February 25, 2021

Doctors fear retaliation against conscientious objectors in euthanasia


A health worker speaks on the phone in a hospital in Valencia.

A health worker speaks on the phone in a hospital in Valencia.
F. Calabuig

The imminent approval of the Euthanasia Law It has aroused misgivings in some medical associations, which beyond disagreeing on whether or not its regulation is necessary, fear retaliation against those who sign up in the registers of conscientious objectors to which the health administrations may access.

The Euthanasia Law contemplates the right to conscientious objection of health professionals directly involved and specifies that the refusal to perform this service for reasons of conscience It is an individual decision that must be made in advance and in writing.

To this end, it indicates that the health administrations will create a registry of conscientious objector health professionals whose purpose will be “to provide the necessary information to the health administration so that it can guarantee adequate management of the provision of aid for dying.”

It adds that the registry will be subject to the “principle of strict confidentiality” and to the regulations on the protection of personal data.

However, Doctors see certain problems in creating these records.

“Forcing doctors to register is a mistake. It is possible that there is a registration, but voluntary for the one who wants to sign up. Another different issue is that you have to communicate it to your superior so that he can organize the services, this is very different, “Juan José Rodríguez Sendín, president of the Ethics Commission of the Collegiate Medical Organization (OMC), points out to Efe.

For his part, the president of the Madrid College of Physicians, Manuel Martínez-Sellés, has expressed to Efe his “great concern” about how this fundamental aspect can be articulated of the law and has pointed out that in the Community of Madrid there are many doctors with employment contracts that must be renewed every six months and a lot of job instability.

“We do not know what effects conscientious objection can have on whether or not these colleagues are renewed,” he warned.

He Madrid College of Physicians has publicly spoken out against of the Euthanasia Law arguing that it goes against the deontological code of doctors and its president considers that “if a doctor is willing to do this practice”, this should be the one that is pointed out in a specific registry.

“We believe that it should be done anonymously, that the administration should not be aware of who has made the conscientious objection because we fear the implications it may have at labor levels.”

Also the president of the Ethics Commission of the Council of Medical Associations of Catalonia, Montserrat Esquerda, has doubts about the registration of objectors.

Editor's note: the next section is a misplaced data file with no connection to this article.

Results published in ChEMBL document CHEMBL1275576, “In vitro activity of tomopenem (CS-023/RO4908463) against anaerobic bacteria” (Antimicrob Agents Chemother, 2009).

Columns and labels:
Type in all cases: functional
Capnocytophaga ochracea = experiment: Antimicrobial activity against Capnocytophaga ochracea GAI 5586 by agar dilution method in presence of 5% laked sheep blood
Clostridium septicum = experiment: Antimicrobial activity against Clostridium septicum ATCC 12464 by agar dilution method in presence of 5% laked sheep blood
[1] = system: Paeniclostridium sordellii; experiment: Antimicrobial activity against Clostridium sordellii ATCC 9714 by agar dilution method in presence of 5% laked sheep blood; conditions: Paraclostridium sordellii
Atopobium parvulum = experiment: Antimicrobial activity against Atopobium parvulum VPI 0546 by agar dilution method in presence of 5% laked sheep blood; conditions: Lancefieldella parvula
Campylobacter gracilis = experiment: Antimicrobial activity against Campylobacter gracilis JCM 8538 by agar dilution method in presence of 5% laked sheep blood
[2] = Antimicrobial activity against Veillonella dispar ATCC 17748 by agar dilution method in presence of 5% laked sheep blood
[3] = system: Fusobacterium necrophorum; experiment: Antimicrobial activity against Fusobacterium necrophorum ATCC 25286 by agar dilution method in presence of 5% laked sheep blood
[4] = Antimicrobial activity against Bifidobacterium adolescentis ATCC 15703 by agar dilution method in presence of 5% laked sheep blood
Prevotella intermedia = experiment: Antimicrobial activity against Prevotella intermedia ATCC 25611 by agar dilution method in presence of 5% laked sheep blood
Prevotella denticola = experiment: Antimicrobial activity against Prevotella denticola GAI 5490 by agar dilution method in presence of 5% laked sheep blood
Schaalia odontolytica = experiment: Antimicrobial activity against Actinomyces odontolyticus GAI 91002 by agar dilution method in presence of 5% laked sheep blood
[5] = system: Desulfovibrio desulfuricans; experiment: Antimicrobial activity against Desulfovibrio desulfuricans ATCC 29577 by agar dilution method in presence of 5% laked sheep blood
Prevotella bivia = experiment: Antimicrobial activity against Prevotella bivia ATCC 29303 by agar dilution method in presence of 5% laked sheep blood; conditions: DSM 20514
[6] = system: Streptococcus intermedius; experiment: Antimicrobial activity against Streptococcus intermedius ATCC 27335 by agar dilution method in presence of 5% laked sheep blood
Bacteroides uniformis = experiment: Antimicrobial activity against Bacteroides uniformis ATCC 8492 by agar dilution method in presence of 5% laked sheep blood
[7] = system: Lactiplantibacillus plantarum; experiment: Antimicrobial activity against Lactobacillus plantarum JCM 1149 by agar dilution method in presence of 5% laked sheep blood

“We think that at no time can a doctor be discriminated against because of his conscience, so that the public or administrative records that try to regulate the objection have a certain risk and that is that they can be used for job boards based on those objections made by the doctors, “he tells Efe.

At the end of January a meeting of the General Assembly of the General Council of Medical Associations (Cgcom) in which a document on conscientious objection will foreseeably be discussed.

There is a clear divergence of opinions among doctors about euthanasia “just as it happens in society,” indicates Rodríguez Sendín, who does believe that what is important is the development of conscientious objection.

“All doctors defend the lives of patients. Another question is what each one considers of how far life goes and what is an unbearable suffering and where our obligations and the rights of patients begin,” he explains.

In this difference, “the only solution there is, when a law is going to regulate the right of the patient to die early, is conscientious objection “.

In recent weeks, some medical associations have made known their position on the Euthanasia Law, such as that of Madrid, which has been positioned against it, or that of Catalonia (which includes the four professional associations in that region) and who has defended this practice, but has previously claimed universal access to palliative care, as well as economic and social aid for the sick and their families.

For its part, the General Council of Official Medical Associations (Cgcom) considers that the law presents “important questions” and “unclear questions” and it emphasizes that according to the Code of Medical Deontology, the professional “will never intentionally cause the death of any patient, not even in the event of an express request by the latter.”

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